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by SaportaReport Contributor Jamie Clements, a leader at Atlanta’s Alliance Theatre, recently shared his perspectives on the fascinating world of Broadway-bound productions and theatrical investing. Jamie, the Alliance’s director of development, brings both professional and personal passion and knowledge to theatre, and has watched numerous shows originally produced at the Alliance Theatre continue on to successful Broadway or off-Broadway runs. He generously fielded our questions to help others better understand this intriguing world. 1. Jamie, would you explain the Alliance’s history of sending productions to Broadway? a. Since its founding in 1968, the Alliance has premiered more than 100 original productions, launching important American musicals to Broadway, including the Tony Award winners The Color Purple; Aida by Elton John and Tim Rice; and Alfred Uhry’s The Last Night of Ballyhoo. Because Atlanta has helped us create such a remarkable venue, and helped support us attracting and hiring incredibly talented designers, costume artisans, set builders and theater run-crews (the people who actually make the shows work each night behind the scenes), the Alliance is in an elite group of less than a dozen theaters nation-wide who specialize in large-scale, pre-Broadway, world premiere partnerships. We have sent nine shows to Broadway and have quite a few in the line-up for future projects, including two hopefuls (Becoming Nancy and Maybe Happy Ending) in our current season. 2. How does the Alliance Theatre partner with investors and producers? a. It is not common knowledge that every show on Broadway is actually a for-profit company, and like most successful companies, the producers who originate these shows like to have a “beta test” or trial run to test their product before scaling it up to Broadway. Your favorites – Wicked, Hamilton, The Color Purple, The Lion King, etc. – all had one of these “out of town try-outs,” as they are called in the theater business, in big regional, non-profit theaters like the Alliance. During these trial runs, the shows change dramatically in rehearsals, and as the producers and directors hear and see the reactions from the audiences during what are called “preview performances.” A pre-Broadway show will often have 10-12 previews before Opening Night at the Alliance, with the show changing every single night until it “locks in” on Opening and remains the same for the remainder of the run. Because of this iterative process in previews, the producers are every bit as interested in our audiences as they are in our staff. The Alliance is a standout in the competitive world of pre-Broadway partnerships because of our diverse, engaged and invested patrons. 3. Does the Alliance Theatre profit when shows they produce go big? a. A wise Broadway investor once said “investing in a Broadway show is the most fun money you will ever lose!” When we enter into an agreement with Broadway-bound shows, the Alliance becomes an investor in that show, but we are most interested in sharing a great new story with Atlanta before the rest of the world sees it. Because we go to great expense to help build, costume and run a show, we do share in a small percentage of the profits after the show hopefully goes on to Broadway, national tours, and sometimes even when it is licensed to grace the stages of high schools, colleges, or community theaters around the country. Any money we receive in royalties is invested directly back into the work we do on our Atlanta stages and in hundreds of classrooms around the state of Georgia. We are always looking to be partners on high-potential shows, not only because they are great fun while they are in Atlanta, but also because we get to help export a great cultural product from Georgia that will then pay dividends we are able to reinvest in our city and community. 4. How have shows performed on Broadway? Any Tony Awards or other accolades? a. The Alliance has been incredibly fortunate with all of our Broadway-bound partnerships, but we are of course very proud of our three Tony Award winning shows (The Color Purple, Aida, and The Last Night of Ballyhoo). These shows were some of the reasons why The American Theatre Wing chose to award the Alliance Theatre itself with a Tony Award for artistic excellence in 2007. The Prom, which premiered at the Alliance in 2017, recently concluded 300+ performances on Broadway and received seven Tony nominations during this past awards season. In total, world premieres from the Alliance have garnered 30 Tony nominations and six Tony Awards. More than anything, the remarkable people attached to these shows – designers, actors, musicians, artists – all form incredible bonds with our patrons, staff and our city, so we see that as one of the best rewards each time we host a pre-Broadway partnership. 5. Have you seen any on Broadway? a. I was fortunate to see The Prom in the final week of previews on Broadway, just days before it had a fabulous Opening Night. It was the first show I’ve been able to see from “beta test” version here at the Alliance, all the way to scaled-up nationwide attention and fame. Selections from The Prom also kicked off 2018’s Macy’s Thanksgiving Day Parade, which was a proud moment to watch. 6. What’s your favorite thing about Becoming Nancy? a. One reviewer noted that this is a “life-positive” show, and I couldn’t agree more. It is alive and energetic and exhilarating and funny and heartwarming. Exactly what I want from a great night at the theater. Becoming Nancy is currently running on the brand new Coca-Cola Stage at Alliance Theatre until Sunday, October 6. For more information, visit alliancetheatre.org. Featured photo: Jasmine Rogers, Nicole Medoro, Sally Ann Triplett, Zachary Sayle, Jessica Vosk, Lizzie Bea, and Matt Hetherington in the Alliance Theatre’s 2019/20 world premiere production BECOMING NANCY. Photo by Greg Mooney.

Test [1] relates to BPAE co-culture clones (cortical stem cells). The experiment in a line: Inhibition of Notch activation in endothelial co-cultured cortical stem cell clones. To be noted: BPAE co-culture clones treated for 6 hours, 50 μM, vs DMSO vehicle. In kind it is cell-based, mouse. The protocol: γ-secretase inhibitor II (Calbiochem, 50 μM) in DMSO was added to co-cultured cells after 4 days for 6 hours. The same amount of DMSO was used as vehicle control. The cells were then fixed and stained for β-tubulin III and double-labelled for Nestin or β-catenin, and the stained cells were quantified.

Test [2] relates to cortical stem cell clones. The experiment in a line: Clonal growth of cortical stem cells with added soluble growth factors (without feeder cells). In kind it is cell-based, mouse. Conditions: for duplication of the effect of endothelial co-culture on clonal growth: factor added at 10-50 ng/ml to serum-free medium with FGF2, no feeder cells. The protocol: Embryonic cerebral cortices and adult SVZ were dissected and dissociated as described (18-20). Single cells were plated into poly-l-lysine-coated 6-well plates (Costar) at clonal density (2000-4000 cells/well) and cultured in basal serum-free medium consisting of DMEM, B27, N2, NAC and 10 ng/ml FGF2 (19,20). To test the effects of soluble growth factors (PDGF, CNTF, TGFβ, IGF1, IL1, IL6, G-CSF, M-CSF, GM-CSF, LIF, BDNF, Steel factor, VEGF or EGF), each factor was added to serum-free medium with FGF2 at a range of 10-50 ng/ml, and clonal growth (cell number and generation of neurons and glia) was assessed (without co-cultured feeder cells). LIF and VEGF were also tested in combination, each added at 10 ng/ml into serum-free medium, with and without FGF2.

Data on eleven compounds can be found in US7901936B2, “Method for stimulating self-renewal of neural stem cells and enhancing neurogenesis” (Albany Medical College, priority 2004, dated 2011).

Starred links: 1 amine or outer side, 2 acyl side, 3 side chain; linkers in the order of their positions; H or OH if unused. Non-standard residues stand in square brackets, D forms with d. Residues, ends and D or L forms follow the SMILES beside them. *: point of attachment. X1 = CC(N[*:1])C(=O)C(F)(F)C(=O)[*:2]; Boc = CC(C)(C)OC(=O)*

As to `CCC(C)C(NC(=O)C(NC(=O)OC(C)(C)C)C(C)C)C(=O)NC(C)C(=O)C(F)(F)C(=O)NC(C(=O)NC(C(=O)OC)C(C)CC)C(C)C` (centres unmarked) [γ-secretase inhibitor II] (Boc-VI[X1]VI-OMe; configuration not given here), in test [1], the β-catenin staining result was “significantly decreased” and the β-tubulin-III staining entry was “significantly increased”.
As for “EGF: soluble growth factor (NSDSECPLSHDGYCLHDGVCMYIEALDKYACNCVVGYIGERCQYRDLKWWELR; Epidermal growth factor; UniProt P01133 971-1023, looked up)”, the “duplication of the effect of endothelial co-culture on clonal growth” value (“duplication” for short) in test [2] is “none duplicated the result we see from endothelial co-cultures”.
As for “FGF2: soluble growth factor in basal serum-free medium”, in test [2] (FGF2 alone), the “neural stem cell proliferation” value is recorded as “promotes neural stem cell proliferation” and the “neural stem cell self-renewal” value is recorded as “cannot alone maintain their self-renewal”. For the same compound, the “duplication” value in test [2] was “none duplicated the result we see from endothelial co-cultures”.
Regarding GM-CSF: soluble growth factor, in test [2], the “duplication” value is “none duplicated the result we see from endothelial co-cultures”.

GM/CEO Makes Good on Pledge to Ensure Authority Decisions are Customer-Focused By MARTA Metropolitan Atlanta Rapid Transit Authority (MARTA) General Manager and CEO Jeffrey Parker has named a new chief customer experience officer and announced the formation of a Riders’ Advisory Council to ensure customers’ voices are heard regarding operations and capital programs. GM Parker chose Rhonda Allen as MARTA’s first chief customer experience officer. During her 20-year career at MARTA, Allen has worked closely with all departments across the Authority, most recently coordinating and implementing plans for Super Bowl LIII. Allen’s first order of business is establishing the Authority’s inaugural Riders’ Advisory Council, a group of 25 customers from diverse backgrounds who live or work in one of MARTA’s four jurisdictions, City of Atlanta, Clayton, DeKalb, and Fulton Counties. “During my last State of MARTA address, I announced plans for the implementation of an internal customer advocate and a riders’ council to serve as liaisons to our valued customers,” said Parker. “The chief customer experience officer who reports directly to me will lead the effort and oversee a Riders’ Advisory Council that will provide a critical link to the communities we serve. Our current customer call center and social media pages provide a connection to riders but often those interactions are reactionary. This new C-Suite level position and volunteer council will be much more proactive.” “I’m excited about this opportunity to shape the customer experience at MARTA,” said Allen. “Today I’m opening the application process for those interested in becoming a member of the Riders’ Advisory Council. I encourage transit advocates and critics to apply so together we can ensure customer input is part of the decision-making process.” After the selection process, the council will meet monthly beginning in May to provide input on a diverse array of topics including the design of the new rail cars, service delivery, rail station and bus stop amenities, how best to communicate with riders, and ways to ensure MARTA’s rehabilitation and expansion projects minimally impact customers. To learn more about the Riders’ Advisory Council and apply visit www.itsmarta.com/rac. You can also pick up an application at the customer information booth at Five Points Station or at MARTA Headquarters, located at 2424 Piedmont Rd. NE in Atlanta. Customers are invited to connect with MARTA anytime through our customer call center at 404-848-5000 and social media pages @MARTASERVICE on Twitter, @MARTAtransit on Facebook, and @marta_explorers on Instagram.